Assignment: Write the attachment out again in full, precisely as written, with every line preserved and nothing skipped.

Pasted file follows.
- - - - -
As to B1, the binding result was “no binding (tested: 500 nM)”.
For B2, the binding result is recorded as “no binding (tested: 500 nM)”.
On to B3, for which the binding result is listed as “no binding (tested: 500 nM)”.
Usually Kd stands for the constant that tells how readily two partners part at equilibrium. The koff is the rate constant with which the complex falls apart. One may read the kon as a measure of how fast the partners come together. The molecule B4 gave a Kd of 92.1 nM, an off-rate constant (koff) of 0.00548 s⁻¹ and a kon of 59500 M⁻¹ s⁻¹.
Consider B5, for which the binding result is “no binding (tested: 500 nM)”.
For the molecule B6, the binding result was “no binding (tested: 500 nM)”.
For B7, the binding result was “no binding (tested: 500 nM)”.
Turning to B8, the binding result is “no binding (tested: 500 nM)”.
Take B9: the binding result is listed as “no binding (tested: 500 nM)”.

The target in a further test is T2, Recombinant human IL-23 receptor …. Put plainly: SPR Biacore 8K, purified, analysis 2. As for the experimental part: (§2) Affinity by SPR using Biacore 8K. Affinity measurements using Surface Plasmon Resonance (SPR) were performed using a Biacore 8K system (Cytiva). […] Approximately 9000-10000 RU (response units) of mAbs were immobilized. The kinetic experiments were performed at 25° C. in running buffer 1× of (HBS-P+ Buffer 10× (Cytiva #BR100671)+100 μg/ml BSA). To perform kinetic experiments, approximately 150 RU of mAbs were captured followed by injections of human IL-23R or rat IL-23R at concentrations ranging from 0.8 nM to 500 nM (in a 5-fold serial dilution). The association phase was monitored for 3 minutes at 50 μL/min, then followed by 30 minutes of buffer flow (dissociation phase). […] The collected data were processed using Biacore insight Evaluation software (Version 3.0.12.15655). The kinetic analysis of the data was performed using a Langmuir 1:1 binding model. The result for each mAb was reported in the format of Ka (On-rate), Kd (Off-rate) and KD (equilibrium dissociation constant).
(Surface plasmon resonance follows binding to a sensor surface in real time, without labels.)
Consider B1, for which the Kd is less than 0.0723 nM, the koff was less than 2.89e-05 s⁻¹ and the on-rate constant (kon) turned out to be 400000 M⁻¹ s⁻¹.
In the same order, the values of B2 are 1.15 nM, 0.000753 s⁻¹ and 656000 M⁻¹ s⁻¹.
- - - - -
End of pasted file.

As to B1, the binding result was “no binding (tested: 500 nM)”.
For B2, the binding result is recorded as “no binding (tested: 500 nM)”.
On to B3, for which the binding result is listed as “no binding (tested: 500 nM)”.
Usually Kd stands for the constant that tells how readily two partners part at equilibrium. The koff is the rate constant with which the complex falls apart. One may read the kon as a measure of how fast the partners come together. The molecule B4 gave a Kd of 92.1 nM, an off-rate constant (koff) of 0.00548 s⁻¹ and a kon of 59500 M⁻¹ s⁻¹.
Consider B5, for which the binding result is “no binding (tested: 500 nM)”.
For the molecule B6, the binding result was “no binding (tested: 500 nM)”.
For B7, the binding result was “no binding (tested: 500 nM)”.
Turning to B8, the binding result is “no binding (tested: 500 nM)”.
Take B9: the binding result is listed as “no binding (tested: 500 nM)”.

The target in a further test is T2, Recombinant human IL-23 receptor …. Put plainly: SPR Biacore 8K, purified, analysis 2. As for the experimental part: (§2) Affinity by SPR using Biacore 8K. Affinity measurements using Surface Plasmon Resonance (SPR) were performed using a Biacore 8K system (Cytiva). […] Approximately 9000-10000 RU (response units) of mAbs were immobilized. The kinetic experiments were performed at 25° C. in running buffer 1× of (HBS-P+ Buffer 10× (Cytiva #BR100671)+100 μg/ml BSA). To perform kinetic experiments, approximately 150 RU of mAbs were captured followed by injections of human IL-23R or rat IL-23R at concentrations ranging from 0.8 nM to 500 nM (in a 5-fold serial dilution). The association phase was monitored for 3 minutes at 50 μL/min, then followed by 30 minutes of buffer flow (dissociation phase). […] The collected data were processed using Biacore insight Evaluation software (Version 3.0.12.15655). The kinetic analysis of the data was performed using a Langmuir 1:1 binding model. The result for each mAb was reported in the format of Ka (On-rate), Kd (Off-rate) and KD (equilibrium dissociation constant).
(Surface plasmon resonance follows binding to a sensor surface in real time, without labels.)
Consider B1, for which the Kd is less than 0.0723 nM, the koff was less than 2.89e-05 s⁻¹ and the on-rate constant (kon) turned out to be 400000 M⁻¹ s⁻¹.
In the same order, the values of B2 are 1.15 nM, 0.000753 s⁻¹ and 656000 M⁻¹ s⁻¹.